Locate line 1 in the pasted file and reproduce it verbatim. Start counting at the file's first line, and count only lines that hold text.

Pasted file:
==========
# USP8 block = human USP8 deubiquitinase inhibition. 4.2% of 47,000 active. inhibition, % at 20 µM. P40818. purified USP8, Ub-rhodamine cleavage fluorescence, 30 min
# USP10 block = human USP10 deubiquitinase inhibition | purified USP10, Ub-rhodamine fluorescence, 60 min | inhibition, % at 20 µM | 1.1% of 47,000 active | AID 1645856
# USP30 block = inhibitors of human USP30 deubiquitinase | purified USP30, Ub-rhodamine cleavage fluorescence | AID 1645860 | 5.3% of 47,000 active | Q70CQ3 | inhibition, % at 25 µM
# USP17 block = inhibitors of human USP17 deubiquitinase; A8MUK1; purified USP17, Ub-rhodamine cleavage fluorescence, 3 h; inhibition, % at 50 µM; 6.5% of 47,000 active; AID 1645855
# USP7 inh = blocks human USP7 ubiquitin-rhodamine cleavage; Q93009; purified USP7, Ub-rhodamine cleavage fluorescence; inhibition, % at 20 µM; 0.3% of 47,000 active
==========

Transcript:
# USP8 block = human USP8 deubiquitinase inhibition. 4.2% of 47,000 active. inhibition, % at 20 µM. P40818. purified USP8, Ub-rhodamine cleavage fluorescence, 30 min